Altered states: When one partner is HIV positive

In a new study, Laetitia Rispelanalyses the needs of HIV-discordant couples, were one partner is HIV positive and the other HIV negative, and concludes that policy and research pay insufficient attention to such couples.

The researchers conducted an exploratory study to assess sexual health, reproductive desires, strategies for preventing HIV transmission to the negative partner, and sexual and reproductive health-service needs of HIV-discordant couples in long-term relationships. The research was commissioned by an advocacy organisation, Global Network of People Living with HIV (GNP+). It focused on discordant couples because many HIV infections occur between couples in established relationships, particularly in sub-Saharan Africa, and their needs were inadequately addressed in intervention programmes.

Findings in three countries

The study was conducted in South Africa and Tanzania, where HIV is transmitted mostly through heterosexual intercourse, and the Ukraine, where HIV is transmitted largely through injection drug use. The researchers recruited 51 couples, with one partner HIV positive and the other HIV negative, and who had been in a relationship for at least one year. They were recruited through healthcare providers and civil society organisations in South Africa (26 couples), Tanzania (10), and the Ukraine (15).

Brief self-administered questionnaires and in-depth semi-structured individual and couple interviews were used to study health and wellness management, strategies for reducing the risk of transmitting HIV to the negative partner, parental status and reproductive intentions, and treatment, care and support needs.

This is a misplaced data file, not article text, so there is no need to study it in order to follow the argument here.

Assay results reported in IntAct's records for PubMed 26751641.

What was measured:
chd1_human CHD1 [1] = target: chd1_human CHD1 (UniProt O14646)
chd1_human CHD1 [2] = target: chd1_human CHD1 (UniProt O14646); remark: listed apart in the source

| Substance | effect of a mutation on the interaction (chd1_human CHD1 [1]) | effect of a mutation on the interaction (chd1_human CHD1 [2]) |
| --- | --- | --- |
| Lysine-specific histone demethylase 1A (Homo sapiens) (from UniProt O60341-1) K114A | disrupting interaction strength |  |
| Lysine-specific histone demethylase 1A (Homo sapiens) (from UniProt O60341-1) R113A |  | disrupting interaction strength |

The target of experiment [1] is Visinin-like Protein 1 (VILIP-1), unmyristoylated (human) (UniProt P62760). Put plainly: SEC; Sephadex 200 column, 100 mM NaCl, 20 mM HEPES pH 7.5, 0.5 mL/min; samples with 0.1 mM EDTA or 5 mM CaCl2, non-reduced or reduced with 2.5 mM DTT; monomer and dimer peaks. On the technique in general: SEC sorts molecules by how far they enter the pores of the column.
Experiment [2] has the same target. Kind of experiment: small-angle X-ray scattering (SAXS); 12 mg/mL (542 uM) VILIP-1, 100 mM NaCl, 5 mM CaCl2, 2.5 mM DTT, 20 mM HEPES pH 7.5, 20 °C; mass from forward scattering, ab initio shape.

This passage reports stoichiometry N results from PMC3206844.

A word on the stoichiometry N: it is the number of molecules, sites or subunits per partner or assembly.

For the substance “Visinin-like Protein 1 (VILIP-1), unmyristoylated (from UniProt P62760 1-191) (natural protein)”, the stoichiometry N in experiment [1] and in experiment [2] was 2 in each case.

The study found that just over half (51%) of the couples and almost half (47%) of the HIV-positive individuals in the study desired a child or children. Among individuals, almost three-quarters (74%) of those without children desired children, while just over one-third (36%) with children desired additional children. Three out of every five participants (61%) reported that intimacy had been affected by their discordant relationship, with changes in sexual relations due to the need for condom use as well as fears of infecting the negative partner, which often conflicted with the desire for children.

In South Africa and Tanzania combined, 43% of the HIV-positive participants reported having experienced some form of discrimination compared to 24% of the HIV-negative participants, with discrimination reported more frequently by the Tanzanian participants. Several Ukrainian participants reported discrimination from healthcare professionals.

Participants reported a shortage of information, educational materials and support services for discordant couples, with less than half (45%) participating in support groups in the past year.

Just over half (51%) of the couples and almost half (47%) of the HIV-positive individuals in the study desired a child or children  
What could be done?

The researchers recommended that recognising HIV discordance and addressing the needs of discordant couples should form an integral part of global and national responses to the HIV epidemic. The greater involvement of people living with HIV, a widely recognised key principle in the HIV response, should include involving discordant couples. Epidemiological information on discordant couples should be collected as part of routine HIV surveillance. Further research should focus on their reproductive, information and social-service needs.

The high proportion of HIV-positive individuals and discordant couples desiring children revealed a need for explicit HIV policies recognising the reproductive rights of people living with HIV, and respect for their choice to have children. Reported experiences revealed a need for interventions to address stigma and discrimination, and to educate and orientate healthcare professionals in this regard.

Policies and programmes should promote the health of both partners and address the challenges of discordant partnerships, as well as provide advice on: health education, information on healthy living, preventing HIV transmission, couples counselling, testing services and support groups.

Professor Laetitia Rispel is the former executive director of the Social Aspects of HIV/AIDS and Health at the HSRC and is now at the Centre for Health Policy at the University of the Witwatersrand.